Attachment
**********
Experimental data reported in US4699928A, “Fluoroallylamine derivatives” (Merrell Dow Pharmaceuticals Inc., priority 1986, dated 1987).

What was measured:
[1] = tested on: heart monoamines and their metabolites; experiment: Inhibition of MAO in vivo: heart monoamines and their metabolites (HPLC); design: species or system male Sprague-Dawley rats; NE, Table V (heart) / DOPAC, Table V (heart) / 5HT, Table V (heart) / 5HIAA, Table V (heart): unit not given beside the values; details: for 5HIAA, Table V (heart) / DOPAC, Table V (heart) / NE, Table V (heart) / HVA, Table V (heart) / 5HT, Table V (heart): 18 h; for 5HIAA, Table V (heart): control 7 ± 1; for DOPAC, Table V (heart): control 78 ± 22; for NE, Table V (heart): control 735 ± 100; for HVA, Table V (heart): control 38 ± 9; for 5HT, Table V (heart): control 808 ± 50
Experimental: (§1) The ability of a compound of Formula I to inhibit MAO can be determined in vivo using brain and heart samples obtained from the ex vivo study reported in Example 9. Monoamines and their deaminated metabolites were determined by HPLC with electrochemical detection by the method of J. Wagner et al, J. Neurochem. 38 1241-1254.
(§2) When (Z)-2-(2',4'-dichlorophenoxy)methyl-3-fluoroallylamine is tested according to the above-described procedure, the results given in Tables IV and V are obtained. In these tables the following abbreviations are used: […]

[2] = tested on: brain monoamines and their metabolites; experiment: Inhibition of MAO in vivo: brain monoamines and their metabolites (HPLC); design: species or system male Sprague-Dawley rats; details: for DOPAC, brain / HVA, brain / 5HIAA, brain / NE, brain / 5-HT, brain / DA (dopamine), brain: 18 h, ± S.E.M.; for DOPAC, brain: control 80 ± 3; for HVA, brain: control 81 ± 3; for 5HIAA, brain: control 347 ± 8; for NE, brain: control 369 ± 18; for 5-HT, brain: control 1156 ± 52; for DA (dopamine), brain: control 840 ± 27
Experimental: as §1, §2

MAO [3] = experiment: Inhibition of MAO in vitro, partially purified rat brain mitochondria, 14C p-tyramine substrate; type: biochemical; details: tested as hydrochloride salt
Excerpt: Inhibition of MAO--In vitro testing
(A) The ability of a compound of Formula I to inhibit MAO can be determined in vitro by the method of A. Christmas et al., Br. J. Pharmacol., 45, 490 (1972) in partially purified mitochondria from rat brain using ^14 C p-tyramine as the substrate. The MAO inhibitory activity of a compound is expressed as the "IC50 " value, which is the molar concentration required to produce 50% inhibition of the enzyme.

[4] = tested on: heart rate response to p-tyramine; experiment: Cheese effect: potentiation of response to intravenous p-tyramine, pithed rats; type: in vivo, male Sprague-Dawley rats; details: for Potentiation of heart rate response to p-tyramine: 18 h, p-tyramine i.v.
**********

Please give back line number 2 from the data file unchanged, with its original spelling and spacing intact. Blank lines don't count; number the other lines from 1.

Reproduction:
What was measured: